Br J Surg 2020 11 19;107(12):e624. Epub 2020 Sep 19.

Department of General, Visceral, Transplantation, Vascular and Pediatric Surgery, University Hospital Wuerzburg, Oberduerrbacher Str. 6, 97080, Wuerzburg, Germany.

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http://dx.doi.org/10.1002/bjs.11898DOI Listing
http://www.ncbi.nlm.nih.gov/pmc/articles/PMC7537022PMC
November 2020

Validation of MTL30 as a quality indicator for colorectal surgery.

PLoS One 2020 28;15(8):e0238473. Epub 2020 Aug 28.

Department of General, Visceral, Transplantation, Vascular and Pediatric Surgery, University Hospital Wuerzburg, Wuerzburg, Germany.

Background: Valid indicators are required to measure surgical quality. These ideally should be sensitive and selective while being easy to understand and adjust. We propose here the MTL30 quality indicator which takes into account 30-day mortality, transfer within 30 days, and a length of stay of 30 days as composite markers of an uneventful operative/postoperative course.

Methods: Patients documented in the StuDoQ|Colon and StuDoQ|Rectal carcinoma register of the German Society for General and Visceral Surgery (DGAV) were analyzed with regard to the effects of patient and tumor-related risk factors as well as postoperative complications on the MTL30.

Results: In univariate analysis, the MTL30 correlated significantly with patient and tumor-related risk factors such as ASA score (p<0.001), age (p<0.001), or UICC stage (p<0.001). There was a high sensitivity for the postoperative occurrence of complications such as re-operations (p<0.001) or subsequent bleeding (p<0.001), as well as a significant correlation with the CDC classification (p<0.001). In multivariate analysis, patient-related risk factors and postoperative complications significantly increased the odds ratio for a positive MTL30. A negative MTL30 showed a high specify for an uneventful operative and postoperative course.

Conclusion: The MTL30 is a valid indicator of colorectal surgical quality.
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http://journals.plos.org/plosone/article?id=10.1371/journal.pone.0238473PLOS
http://www.ncbi.nlm.nih.gov/pmc/articles/PMC7454590PMC
October 2020

Psychophysical tests reveal impaired olfaction but preserved gustation in COVID-19 patients.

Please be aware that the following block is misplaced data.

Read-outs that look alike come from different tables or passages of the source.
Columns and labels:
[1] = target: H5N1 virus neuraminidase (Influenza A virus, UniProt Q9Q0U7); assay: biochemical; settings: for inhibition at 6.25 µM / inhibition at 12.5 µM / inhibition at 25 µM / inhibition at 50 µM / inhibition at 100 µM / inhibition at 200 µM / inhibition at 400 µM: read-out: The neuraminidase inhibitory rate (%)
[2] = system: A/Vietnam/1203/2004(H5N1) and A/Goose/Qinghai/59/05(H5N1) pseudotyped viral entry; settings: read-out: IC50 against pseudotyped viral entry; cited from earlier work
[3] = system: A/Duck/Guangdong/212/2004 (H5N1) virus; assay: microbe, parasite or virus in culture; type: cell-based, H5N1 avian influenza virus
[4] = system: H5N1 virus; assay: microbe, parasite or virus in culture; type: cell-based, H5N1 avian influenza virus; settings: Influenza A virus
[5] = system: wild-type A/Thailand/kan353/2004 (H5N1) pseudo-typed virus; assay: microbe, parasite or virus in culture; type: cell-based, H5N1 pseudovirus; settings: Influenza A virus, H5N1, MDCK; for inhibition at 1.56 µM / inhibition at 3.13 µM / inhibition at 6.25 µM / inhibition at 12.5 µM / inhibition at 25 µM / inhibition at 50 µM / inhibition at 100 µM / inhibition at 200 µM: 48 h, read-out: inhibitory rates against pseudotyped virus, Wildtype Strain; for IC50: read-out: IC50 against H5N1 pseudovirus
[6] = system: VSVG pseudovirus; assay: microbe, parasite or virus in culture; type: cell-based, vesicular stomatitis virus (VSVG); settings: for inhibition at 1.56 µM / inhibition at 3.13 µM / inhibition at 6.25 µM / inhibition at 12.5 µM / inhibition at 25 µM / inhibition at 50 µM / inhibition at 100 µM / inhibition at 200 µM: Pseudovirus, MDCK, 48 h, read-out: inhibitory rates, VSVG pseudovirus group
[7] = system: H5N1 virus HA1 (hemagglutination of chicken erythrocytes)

Int Forum Allergy Rhinol 2020 09 21;10(9):1105-1107. Epub 2020 Jul 21.

Department of Otorhinolaryngology, Regensburg University Hospital, Regensburg, Germany.

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http://dx.doi.org/10.1002/alr.22655DOI Listing
http://www.ncbi.nlm.nih.gov/pmc/articles/PMC7362102PMC
September 2020

Do Bariatric Surgeries Enhance Brown/Beige Adipose Tissue Thermogenesis?

Front Endocrinol (Lausanne) 2020 30;11:275. Epub 2020 Apr 30.

Department of General, Visceral, Vascular and Pediatric Surgery, University Hospital Wuerzburg, Wuerzburg, Germany.

Bariatric surgeries induce marked and durable weight loss in individuals with morbid obesity through powerful effects on both food intake and energy expenditure. While alterations in gut-brain communication are increasingly implicated in the improved eating behavior following bariatric surgeries, less is known about the mechanistic basis for energy expenditure changes. Brown adipose tissue (BAT) and beige adipose tissue (BeAT) have emerged as major regulators of whole-body energy metabolism in humans as well as in rodents due to their ability to convert the chemical energy in circulating glucose and fatty acids into heat. In this Review, we critically discuss the steadily growing evidence from preclinical and clinical studies suggesting that Roux-en-Y gastric bypass (RYGB) and vertical sleeve gastrectomy (VSG), the two most commonly performed bariatric surgeries, enhance BAT/BeAT thermogenesis. We address the documented mechanisms, highlight study limitations and finish by outlining unanswered questions in the subject. Further understanding how and to what extent bariatric surgeries enhance BAT/BeAT thermogenesis may not only aid in the development of improved obesity pharmacotherapies that safely and optimally target both sides of the energy balance equation, but also in the development of novel hyperglycemia and/or hyperlipidemia pharmacotherapies.
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http://dx.doi.org/10.3389/fendo.2020.00275DOI Listing
http://www.ncbi.nlm.nih.gov/pmc/articles/PMC7203442PMC
May 2021

Partial Leptin Reduction: An Emerging Weight Loss Paradigm.

Trends Endocrinol Metab 2020 06 26;31(6):395-397. Epub 2020 Mar 26.

Department of General, Visceral, Transplant, Vascular, and Pediatric Surgery, University Hospital Wuerzburg, Wuerzburg 97080, Bavaria, Germany.